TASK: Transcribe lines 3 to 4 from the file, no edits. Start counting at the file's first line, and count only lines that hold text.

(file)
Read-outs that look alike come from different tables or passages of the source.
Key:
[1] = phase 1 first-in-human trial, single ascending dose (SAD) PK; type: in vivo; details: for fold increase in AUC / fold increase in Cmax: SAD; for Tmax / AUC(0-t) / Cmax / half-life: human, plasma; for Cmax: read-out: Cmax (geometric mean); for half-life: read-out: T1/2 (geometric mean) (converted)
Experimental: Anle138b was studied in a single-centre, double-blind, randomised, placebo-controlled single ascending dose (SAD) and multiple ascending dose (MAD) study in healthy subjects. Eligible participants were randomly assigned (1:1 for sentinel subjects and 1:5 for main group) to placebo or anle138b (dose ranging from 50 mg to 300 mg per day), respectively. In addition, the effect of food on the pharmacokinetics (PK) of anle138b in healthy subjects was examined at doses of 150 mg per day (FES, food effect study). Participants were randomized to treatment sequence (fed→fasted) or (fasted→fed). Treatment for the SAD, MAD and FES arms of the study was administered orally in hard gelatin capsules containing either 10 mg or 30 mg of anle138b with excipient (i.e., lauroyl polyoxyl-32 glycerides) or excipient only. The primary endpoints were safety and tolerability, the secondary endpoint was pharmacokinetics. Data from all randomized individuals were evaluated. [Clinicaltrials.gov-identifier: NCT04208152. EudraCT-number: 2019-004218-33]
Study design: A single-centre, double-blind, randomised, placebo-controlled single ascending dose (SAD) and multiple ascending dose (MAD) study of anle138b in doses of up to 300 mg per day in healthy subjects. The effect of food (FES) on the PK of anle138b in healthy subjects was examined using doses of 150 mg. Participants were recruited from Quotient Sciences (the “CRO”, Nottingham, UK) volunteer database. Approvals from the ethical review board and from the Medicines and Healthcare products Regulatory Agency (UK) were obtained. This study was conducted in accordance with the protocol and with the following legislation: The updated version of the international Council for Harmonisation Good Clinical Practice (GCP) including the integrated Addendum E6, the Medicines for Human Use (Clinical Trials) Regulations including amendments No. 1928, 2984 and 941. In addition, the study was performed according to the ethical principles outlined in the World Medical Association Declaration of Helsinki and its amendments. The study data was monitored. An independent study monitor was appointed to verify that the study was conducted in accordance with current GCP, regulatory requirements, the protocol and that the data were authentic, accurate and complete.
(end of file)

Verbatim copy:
[1] = phase 1 first-in-human trial, single ascending dose (SAD) PK; type: in vivo; details: for fold increase in AUC / fold increase in Cmax: SAD; for Tmax / AUC(0-t) / Cmax / half-life: human, plasma; for Cmax: read-out: Cmax (geometric mean); for half-life: read-out: T1/2 (geometric mean) (converted)
Experimental: Anle138b was studied in a single-centre, double-blind, randomised, placebo-controlled single ascending dose (SAD) and multiple ascending dose (MAD) study in healthy subjects. Eligible participants were randomly assigned (1:1 for sentinel subjects and 1:5 for main group) to placebo or anle138b (dose ranging from 50 mg to 300 mg per day), respectively. In addition, the effect of food on the pharmacokinetics (PK) of anle138b in healthy subjects was examined at doses of 150 mg per day (FES, food effect study). Participants were randomized to treatment sequence (fed→fasted) or (fasted→fed). Treatment for the SAD, MAD and FES arms of the study was administered orally in hard gelatin capsules containing either 10 mg or 30 mg of anle138b with excipient (i.e., lauroyl polyoxyl-32 glycerides) or excipient only. The primary endpoints were safety and tolerability, the secondary endpoint was pharmacokinetics. Data from all randomized individuals were evaluated. [Clinicaltrials.gov-identifier: NCT04208152. EudraCT-number: 2019-004218-33]